Bing Begins Supporting Separately SSL Search Site; No Referrers Pass


Bing now appears to be supporting secure search through the address. Previously, trying to use this address generated an error.

If you conduct a search on Bing, while on the HTTPS URL, it will remain HTTPS and keep your searches secure. This is a new feature Bing quietly started supporting over the weekend.

Cyrus Shepard tested to see if the query data would pass from Bing SSL search to Google Analytics. It is known that the standard protocol on the web is to not pass query referrer data from HTTPS to non-HTTPS, but from HTTPs to HTTPs, it should pass.

I am not sure if Bing SSL will pass query data from HTTPS to HTTPS but it definitely should not pass from Bing SSL to a non-HTTPS site.

Our testing does show that when doing a search on Bing Secure Search, and going to a non-secure website, no referrer data passes at all. You don’t know the search term; you don’t even know the search happened on Bing.

Microsoft has not announced any plans for Bing to go SSL yet but this may be a sign that it will come in the near future.

Postscript: A Microsoft spokesperson responded to our request for a comment, below is their response but we do have several follow up questions:

At Bing we are always experimenting to improve the overall search experience and understand that people want choices in how they protect their privacy online. By providing optional access to via HTTPS, we are giving everyone the ability to decide how they use Bing while also being thoughtful about how we implement this functionality.

Postscript #2: I asked Bing how will they handle passing referrer and query data to webmasters. They sent me this statement:

At this time we are still evolving our rollout of HTTPS at Bing. As we continue to develop our implementation, we will keep the SEO/SEM community needs top of mind and balance them with consumer privacy and security concerns.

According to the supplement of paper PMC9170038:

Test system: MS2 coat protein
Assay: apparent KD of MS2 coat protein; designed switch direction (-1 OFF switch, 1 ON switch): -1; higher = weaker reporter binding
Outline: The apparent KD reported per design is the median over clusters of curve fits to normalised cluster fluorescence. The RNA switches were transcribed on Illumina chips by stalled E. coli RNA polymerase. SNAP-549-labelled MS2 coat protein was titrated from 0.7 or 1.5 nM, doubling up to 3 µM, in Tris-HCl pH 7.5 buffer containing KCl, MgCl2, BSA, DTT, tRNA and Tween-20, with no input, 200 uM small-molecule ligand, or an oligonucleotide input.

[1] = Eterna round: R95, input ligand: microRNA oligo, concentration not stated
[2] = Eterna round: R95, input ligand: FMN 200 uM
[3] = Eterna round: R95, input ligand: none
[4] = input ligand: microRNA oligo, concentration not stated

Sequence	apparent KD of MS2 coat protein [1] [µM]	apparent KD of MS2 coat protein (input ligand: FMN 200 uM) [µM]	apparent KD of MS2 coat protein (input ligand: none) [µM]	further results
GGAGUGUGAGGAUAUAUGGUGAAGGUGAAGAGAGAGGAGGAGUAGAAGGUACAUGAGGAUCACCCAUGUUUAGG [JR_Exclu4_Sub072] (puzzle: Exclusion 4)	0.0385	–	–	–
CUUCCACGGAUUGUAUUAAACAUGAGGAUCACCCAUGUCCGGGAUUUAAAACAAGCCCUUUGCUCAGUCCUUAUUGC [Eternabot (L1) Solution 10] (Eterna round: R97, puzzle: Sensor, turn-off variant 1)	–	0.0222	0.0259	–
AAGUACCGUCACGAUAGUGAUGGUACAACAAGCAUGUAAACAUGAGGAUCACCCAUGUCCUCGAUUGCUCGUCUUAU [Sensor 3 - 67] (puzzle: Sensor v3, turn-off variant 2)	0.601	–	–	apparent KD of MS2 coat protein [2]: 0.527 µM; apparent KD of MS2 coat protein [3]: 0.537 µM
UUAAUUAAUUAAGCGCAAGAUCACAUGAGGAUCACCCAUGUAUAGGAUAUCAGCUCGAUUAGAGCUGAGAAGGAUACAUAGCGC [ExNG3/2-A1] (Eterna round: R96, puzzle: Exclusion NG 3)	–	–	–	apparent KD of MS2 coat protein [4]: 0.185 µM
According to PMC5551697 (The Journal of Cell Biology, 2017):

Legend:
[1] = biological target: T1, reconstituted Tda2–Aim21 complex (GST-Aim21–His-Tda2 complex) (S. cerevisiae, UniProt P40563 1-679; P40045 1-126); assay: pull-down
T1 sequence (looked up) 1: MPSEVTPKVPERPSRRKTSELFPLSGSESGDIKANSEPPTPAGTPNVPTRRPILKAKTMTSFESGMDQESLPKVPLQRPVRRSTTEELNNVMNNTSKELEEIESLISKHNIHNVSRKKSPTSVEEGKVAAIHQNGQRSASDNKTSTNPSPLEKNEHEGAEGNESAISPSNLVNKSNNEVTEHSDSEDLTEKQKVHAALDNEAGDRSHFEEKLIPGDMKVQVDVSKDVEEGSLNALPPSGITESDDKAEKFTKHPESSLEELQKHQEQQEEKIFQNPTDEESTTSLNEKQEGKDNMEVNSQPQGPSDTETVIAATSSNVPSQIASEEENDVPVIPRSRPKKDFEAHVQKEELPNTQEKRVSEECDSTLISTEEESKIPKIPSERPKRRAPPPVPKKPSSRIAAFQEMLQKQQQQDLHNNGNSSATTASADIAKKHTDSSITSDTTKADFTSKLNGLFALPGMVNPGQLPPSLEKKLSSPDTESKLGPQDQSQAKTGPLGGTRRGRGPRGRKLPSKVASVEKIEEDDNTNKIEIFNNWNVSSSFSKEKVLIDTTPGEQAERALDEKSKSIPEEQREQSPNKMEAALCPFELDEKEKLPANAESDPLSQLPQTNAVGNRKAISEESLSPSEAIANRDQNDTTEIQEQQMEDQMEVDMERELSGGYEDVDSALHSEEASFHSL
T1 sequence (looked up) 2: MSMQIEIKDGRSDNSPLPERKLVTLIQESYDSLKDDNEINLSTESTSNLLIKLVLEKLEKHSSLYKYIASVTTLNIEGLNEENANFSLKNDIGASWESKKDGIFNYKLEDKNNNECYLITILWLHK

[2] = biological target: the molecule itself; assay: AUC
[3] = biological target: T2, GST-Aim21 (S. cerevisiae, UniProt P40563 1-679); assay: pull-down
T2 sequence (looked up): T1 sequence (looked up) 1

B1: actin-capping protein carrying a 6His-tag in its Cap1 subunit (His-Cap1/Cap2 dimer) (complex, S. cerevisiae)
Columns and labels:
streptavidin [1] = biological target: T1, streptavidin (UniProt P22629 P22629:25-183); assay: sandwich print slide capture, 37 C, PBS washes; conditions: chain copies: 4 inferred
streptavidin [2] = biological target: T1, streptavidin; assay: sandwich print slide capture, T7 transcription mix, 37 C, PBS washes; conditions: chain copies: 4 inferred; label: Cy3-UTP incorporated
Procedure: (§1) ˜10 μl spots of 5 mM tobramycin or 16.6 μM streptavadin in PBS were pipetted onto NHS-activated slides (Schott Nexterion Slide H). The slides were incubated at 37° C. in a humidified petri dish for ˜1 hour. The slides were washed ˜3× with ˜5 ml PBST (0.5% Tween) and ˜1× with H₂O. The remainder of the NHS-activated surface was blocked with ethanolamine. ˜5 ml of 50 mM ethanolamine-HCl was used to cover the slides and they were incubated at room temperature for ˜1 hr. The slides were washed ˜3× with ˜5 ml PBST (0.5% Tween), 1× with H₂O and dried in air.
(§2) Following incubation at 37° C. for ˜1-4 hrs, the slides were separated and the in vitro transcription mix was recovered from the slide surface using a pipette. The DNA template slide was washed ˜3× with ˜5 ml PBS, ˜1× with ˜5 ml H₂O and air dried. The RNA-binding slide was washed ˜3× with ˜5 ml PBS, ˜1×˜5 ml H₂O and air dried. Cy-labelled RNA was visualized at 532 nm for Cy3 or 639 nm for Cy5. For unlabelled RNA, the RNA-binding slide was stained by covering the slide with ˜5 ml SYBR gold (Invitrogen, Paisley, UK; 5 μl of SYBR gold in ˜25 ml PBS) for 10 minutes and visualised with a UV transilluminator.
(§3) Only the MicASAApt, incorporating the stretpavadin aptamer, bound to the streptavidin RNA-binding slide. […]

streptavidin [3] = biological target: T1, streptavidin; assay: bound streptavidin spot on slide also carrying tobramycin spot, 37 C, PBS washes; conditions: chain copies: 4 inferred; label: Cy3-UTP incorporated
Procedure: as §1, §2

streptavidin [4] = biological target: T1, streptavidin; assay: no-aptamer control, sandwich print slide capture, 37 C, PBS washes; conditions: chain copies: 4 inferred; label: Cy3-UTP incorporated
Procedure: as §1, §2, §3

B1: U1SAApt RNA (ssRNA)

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Related Topics: Channel: Analytics | Microsoft: Bing | Top News


About The Author: is Search Engine Land's News Editor and owns RustyBrick, a NY based web consulting firm. He also runs Search Engine Roundtable, a popular search blog on very advanced SEM topics. Barry's personal blog is named Cartoon Barry and he can be followed on Twitter here. For more background information on Barry, see his full bio over here.

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  • Larry Kim

    regarding the use case of supporting data from HTTPS search to an HTTPS
    web site (where query data is supposedly passed) — this use case
    almost never happens — since most content indexed by search engines
    aren’t served via https

  • Adam Dince

    Scroogled! Our corporate site is indexed as HTTPS so we’ll keep an eye on it and post back on findings. I’m guessing that since Bing copies everything Google does, HTTPS to HTTPS will be encrypted too.

  • RyanMJones

    This is odd. but in my tests, I’m not even seeing an HTTP_REFERER being passed from bing’s SSL – meaning not only is there no keyword, but it would show up as direct traffic.

  • James R. Halloran

    Is anyone honestly surprised? If Bing didn’t do this eventually, Google would certainly point this out in their future marketing ploys (even though, we all know Google is truly in no place to talk about revealing sensitive data).

  • JustConsumer

    No surprise. Pretty obvious move, keeping in mind all latest privacy related concerns.

  • Barry Schwartz

    I wouldn’t judge them yet. I am following up to see what is intentional and what is not.

  • RyanMJones

    yeah my gut tells me all they did was enable SSL and nothing else yet. I’m hoping they take the Google approach and put in the intermediary non-ssl page before redirecting to non-ssl domains so that we can at least see it came from Bing.

  • Brandon Shallenberger

    Good thing the NSA can’t break HTTPS, right guys?

  • ashutosh rajput

    it’s a good change for users………good update in Bing well done……

  • Chris Silver Smith

    I believe Duane Forrester, a Bing Webmaster Tools evangelist, told us at the Dallas-Fort Worth Search Engine Marketing Conference (State of Search) in November that we should expect to see the keyword data disappearing from Bing in the near future. This would appear to be the first step.

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